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PostPosted: Fri Feb 23, 2007 8:44 pm 
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Joined: Tue Nov 23, 2004 12:37 pm
Posts: 42
Location: Austria / Europe
hi

you could ask at mabini street for "maria closa" and also give her a big hug from me.
she´s dealing with all kinds of philippine items - decorative interieur stuff to medium quality tribal arts up to (if you do know about the things yourself and she feels you are worth showing you) high class/top quality philippine tribal arts (also in textiles).

as im not in office right now i cant get hold of her exact adress now (or email) but i will put it in this thread the next time.
if i dont come up with it the next week simply mail me directly and I will give you her contact details.

regards
udo

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Primitive Gangl
Graz / Austria / Europe
http://www.udogangl.com


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PostPosted: Wed Jun 13, 2007 10:56 am 
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There is a new article by Greg Bloom at http://www.cebusmile.com/2007/06/01/a-stitch-in-time/ on Cebusmile, the Inflight Magazine of Cebu Pacific Air on textiles in the Philippines and, at the end, is information on how and where to buy in Manila and North Luzon.

I will link the article to the Philippines country page of the main www.tribaltextiles.info website.

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Pamela

http://www.tribaltextiles.info
on-line tribal textiles resource


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PostPosted: Wed Jul 25, 2007 5:51 am 
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Location: Winnipeg, Canada
Hello,

Just arrived back from my trip to the Philippines and was able to find some interesting pieces, books, and information. I did not have high hopes for great finds in Manila, and sad to say, some of the resources that were available within the last decade have disappeared. T'boli Arts & Crafts shop (great resource for quality present-day t'nalak and embroidered blouses) seems to have vanished, and the Cultural Centre of the Philippines shop (for art & culture media and books) has just closed its' doors... however, I did locate a few good spots. The antique shops in Ermita had a few nice articles, many over-priced for pieces of various quality and quickly deteriorating in the tiny, dusty, humid shops. Gallery Deus located at 1219 A Mabini street (http://www.gallerydeus.multiply.com) has a good selection of antiques, both Colonial and from all tribal groups of the Philippines- with knowlegable staff and authentic, documented pieces. I was able to acquire a beautiful Maranao Malong Landap,and a pair of vintage beaded Gaddang bags. Shopkeeper Floy was very well-informed and allowed me to examine some of his personal collection of complete Gaddang costumes for men and women. He also has some wonderful old examples of Mandayan Dagmay abaca- beyond compare to the mass-produced or modern products seen most often.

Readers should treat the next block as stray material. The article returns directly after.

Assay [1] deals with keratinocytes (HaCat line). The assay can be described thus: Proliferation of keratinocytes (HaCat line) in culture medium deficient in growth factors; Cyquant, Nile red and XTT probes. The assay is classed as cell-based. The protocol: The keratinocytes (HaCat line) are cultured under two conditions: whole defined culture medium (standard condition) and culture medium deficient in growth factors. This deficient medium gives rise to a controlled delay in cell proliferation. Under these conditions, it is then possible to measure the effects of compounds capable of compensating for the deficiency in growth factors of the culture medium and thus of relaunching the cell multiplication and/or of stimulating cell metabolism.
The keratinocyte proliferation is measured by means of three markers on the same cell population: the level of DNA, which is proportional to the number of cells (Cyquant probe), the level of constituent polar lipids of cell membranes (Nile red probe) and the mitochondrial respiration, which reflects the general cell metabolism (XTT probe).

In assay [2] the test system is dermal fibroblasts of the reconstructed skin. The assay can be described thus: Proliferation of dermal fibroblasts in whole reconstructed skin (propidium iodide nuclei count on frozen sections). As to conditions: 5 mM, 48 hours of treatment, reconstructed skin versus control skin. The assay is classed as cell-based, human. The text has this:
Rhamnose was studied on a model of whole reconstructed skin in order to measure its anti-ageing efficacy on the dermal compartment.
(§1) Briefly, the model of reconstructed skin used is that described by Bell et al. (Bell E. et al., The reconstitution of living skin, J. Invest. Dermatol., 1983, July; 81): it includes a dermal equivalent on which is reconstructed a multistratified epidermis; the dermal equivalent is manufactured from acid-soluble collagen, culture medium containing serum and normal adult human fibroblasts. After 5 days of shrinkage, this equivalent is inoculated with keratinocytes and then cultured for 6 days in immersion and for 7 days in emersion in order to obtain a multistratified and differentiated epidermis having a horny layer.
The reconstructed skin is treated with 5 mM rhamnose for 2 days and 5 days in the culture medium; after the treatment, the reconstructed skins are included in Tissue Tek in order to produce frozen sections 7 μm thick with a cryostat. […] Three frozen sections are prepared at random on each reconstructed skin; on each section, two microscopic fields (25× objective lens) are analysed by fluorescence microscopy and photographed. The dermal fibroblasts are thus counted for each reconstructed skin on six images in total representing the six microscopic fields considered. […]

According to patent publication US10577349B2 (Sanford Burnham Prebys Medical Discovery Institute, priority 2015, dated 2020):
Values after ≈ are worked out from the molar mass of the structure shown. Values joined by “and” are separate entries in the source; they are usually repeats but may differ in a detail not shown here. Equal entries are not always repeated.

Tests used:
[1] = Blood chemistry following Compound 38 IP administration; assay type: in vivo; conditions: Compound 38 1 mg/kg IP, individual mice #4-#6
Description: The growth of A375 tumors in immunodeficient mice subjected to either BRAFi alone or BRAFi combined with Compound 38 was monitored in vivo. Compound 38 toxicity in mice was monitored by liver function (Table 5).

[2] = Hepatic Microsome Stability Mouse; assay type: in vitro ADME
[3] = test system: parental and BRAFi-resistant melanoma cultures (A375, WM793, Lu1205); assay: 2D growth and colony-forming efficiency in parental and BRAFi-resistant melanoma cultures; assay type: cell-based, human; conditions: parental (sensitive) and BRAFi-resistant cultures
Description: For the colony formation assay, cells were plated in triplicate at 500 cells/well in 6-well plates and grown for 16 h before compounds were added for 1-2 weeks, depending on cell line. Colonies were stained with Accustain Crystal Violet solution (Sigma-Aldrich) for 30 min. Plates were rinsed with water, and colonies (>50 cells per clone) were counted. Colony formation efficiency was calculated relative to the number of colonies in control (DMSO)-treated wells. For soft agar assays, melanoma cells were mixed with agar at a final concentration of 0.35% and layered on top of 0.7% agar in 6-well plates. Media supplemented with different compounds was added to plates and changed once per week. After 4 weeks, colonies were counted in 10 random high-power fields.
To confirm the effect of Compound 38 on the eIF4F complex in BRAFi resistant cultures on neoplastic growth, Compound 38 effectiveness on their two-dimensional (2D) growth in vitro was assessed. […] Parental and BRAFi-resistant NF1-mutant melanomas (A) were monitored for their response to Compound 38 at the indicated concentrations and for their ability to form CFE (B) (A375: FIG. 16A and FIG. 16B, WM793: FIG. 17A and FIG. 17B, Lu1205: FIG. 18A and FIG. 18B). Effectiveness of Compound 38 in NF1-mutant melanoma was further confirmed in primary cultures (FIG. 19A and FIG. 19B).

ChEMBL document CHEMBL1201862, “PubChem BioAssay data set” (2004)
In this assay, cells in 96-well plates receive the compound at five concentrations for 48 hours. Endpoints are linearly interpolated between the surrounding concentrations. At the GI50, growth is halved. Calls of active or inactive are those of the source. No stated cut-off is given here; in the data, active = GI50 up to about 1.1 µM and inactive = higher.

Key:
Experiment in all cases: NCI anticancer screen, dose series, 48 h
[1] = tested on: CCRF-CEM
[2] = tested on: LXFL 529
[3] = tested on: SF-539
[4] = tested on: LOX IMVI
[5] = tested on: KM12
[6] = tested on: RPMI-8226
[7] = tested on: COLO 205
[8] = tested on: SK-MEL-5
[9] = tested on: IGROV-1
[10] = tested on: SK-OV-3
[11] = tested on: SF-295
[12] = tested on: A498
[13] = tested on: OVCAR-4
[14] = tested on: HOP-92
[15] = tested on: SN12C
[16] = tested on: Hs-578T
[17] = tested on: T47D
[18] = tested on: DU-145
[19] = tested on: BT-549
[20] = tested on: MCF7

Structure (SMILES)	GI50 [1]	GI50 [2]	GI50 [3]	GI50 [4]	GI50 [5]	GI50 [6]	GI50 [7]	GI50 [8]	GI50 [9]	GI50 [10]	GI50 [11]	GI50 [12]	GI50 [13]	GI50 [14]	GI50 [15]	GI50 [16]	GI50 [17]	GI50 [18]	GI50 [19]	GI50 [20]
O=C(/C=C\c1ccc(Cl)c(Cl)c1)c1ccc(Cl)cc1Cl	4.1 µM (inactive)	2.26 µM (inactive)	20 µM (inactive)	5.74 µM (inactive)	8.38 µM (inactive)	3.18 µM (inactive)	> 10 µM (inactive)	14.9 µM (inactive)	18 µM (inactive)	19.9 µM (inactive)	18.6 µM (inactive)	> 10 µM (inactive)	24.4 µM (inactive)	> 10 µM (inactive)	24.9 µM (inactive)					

We travelled to the town of Lumban, in Laguna province, app. 2 hours south of Manila. Quite a number of shops selling all grades and varieties of hand woven Pina cloth, both hand and machine embroidered. After a while I deciphered the terms in use: "Original Pina" is pure pineapple fibre, both warp & weft; "Pina-Jusi" refers to a mixture of silk and pineapple fibre; "Jusi" seemed to be woven of silk (or in some cases I suspect pseudo silk), and "Cocoon" appeared to be a slub yarn silk with a mystery fibre thrown in. Original Pina is quite stiff with a beautiful sheen, while pina-jusi is similar and quite a bit softer. Understandably there is a huge price jump to hand-embroidery but there are also vast differences in the degree of quality in all the pieces; seeing all the shops before buying is a must. An added bonus was observing artisans deftly hand-embroidering pieces in the shops or sitting by the roadside- beautiful work!